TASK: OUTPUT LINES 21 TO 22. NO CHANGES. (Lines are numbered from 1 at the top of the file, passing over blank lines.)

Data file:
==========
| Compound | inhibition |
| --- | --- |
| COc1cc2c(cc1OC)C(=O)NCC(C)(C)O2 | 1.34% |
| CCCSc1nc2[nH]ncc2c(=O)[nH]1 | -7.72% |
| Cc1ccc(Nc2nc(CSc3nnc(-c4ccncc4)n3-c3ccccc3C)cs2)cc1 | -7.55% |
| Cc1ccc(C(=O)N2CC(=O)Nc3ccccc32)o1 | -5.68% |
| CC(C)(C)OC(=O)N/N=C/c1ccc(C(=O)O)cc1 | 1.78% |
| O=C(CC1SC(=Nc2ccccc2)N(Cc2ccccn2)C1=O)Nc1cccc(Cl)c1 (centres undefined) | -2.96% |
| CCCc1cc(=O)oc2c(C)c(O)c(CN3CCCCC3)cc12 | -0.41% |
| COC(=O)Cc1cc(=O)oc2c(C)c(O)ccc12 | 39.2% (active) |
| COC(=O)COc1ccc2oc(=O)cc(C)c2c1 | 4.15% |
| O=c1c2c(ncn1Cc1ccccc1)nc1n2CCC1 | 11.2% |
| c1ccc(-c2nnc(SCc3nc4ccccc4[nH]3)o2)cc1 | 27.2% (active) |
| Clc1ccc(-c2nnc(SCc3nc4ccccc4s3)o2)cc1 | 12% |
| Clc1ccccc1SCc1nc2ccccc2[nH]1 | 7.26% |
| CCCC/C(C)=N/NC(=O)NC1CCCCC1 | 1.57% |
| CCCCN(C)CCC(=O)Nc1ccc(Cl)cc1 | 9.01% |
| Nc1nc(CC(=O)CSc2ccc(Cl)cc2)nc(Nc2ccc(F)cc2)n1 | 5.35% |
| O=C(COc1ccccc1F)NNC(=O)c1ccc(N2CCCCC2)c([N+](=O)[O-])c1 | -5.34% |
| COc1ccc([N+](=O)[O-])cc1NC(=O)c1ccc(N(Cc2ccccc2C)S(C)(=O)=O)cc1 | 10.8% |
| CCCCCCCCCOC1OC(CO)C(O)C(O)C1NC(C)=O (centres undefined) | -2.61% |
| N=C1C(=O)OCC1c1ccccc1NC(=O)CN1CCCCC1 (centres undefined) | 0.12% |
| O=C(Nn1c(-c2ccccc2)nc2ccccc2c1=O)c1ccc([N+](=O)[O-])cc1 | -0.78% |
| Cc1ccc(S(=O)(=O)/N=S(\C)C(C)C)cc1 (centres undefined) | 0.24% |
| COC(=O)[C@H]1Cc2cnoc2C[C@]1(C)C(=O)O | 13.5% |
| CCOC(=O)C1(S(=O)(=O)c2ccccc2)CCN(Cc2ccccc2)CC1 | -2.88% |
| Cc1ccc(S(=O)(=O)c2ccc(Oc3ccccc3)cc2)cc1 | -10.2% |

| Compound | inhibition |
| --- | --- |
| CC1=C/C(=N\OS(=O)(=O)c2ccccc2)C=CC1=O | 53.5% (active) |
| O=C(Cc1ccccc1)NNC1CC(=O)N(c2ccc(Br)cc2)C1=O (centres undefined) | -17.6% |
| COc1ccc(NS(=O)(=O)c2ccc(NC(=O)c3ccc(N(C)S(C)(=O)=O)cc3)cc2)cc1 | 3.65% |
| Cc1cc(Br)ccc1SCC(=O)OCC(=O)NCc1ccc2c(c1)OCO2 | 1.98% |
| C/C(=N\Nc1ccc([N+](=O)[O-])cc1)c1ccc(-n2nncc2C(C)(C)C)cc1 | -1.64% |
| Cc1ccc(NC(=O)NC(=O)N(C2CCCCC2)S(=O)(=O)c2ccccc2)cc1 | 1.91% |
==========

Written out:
| CCCCCCCCCOC1OC(CO)C(O)C(O)C1NC(C)=O (centres undefined) | -2.61% |
| N=C1C(=O)OCC1c1ccccc1NC(=O)CN1CCCCC1 (centres undefined) | 0.12% |